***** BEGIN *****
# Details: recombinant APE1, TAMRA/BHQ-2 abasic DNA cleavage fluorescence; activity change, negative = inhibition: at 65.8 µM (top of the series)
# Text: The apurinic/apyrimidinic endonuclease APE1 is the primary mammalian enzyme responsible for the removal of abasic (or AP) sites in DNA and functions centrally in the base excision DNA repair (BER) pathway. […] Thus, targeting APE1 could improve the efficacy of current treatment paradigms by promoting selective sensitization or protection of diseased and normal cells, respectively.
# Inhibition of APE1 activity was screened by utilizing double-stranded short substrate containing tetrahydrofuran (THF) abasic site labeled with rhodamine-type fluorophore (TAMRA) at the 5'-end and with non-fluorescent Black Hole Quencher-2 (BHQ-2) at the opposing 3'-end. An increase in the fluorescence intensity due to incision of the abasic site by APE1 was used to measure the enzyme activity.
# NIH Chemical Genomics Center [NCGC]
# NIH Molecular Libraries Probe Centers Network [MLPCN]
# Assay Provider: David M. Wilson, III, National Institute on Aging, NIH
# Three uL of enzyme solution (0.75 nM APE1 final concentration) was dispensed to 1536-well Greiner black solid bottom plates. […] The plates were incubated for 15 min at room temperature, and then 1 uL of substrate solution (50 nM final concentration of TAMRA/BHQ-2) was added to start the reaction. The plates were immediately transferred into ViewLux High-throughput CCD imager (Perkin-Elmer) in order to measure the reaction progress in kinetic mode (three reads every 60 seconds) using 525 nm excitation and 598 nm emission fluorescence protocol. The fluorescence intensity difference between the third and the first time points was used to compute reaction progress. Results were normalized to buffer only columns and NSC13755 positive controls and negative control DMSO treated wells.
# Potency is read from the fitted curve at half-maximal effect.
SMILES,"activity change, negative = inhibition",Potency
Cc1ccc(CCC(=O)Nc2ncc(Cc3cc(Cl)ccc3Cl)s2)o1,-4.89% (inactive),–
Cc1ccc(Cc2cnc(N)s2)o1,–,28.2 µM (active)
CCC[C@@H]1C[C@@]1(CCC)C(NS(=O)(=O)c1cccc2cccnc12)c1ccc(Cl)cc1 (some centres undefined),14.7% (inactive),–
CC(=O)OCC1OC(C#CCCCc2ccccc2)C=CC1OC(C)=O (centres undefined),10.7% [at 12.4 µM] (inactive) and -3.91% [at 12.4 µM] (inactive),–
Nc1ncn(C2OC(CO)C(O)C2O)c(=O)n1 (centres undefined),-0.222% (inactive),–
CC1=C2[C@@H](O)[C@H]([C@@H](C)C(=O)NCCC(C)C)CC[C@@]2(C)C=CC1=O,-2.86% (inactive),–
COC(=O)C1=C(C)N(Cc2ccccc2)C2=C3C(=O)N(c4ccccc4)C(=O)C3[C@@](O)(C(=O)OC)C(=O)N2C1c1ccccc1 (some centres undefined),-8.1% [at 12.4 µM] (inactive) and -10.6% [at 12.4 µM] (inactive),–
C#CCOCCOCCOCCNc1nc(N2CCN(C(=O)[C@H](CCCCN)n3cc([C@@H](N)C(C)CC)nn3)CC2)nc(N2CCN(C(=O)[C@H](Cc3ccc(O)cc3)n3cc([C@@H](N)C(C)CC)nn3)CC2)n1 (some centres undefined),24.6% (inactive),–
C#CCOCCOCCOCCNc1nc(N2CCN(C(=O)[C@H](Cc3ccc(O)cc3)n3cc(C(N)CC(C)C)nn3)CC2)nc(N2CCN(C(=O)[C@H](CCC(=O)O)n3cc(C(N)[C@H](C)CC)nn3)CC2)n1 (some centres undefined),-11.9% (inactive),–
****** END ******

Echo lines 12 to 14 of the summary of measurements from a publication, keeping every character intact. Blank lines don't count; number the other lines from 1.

CCC[C@@H]1C[C@@]1(CCC)C(NS(=O)(=O)c1cccc2cccnc12)c1ccc(Cl)cc1 (some centres undefined),14.7% (inactive),–
CC(=O)OCC1OC(C#CCCCc2ccccc2)C=CC1OC(C)=O (centres undefined),10.7% [at 12.4 µM] (inactive) and -3.91% [at 12.4 µM] (inactive),–
Nc1ncn(C2OC(CO)C(O)C2O)c(=O)n1 (centres undefined),-0.222% (inactive),–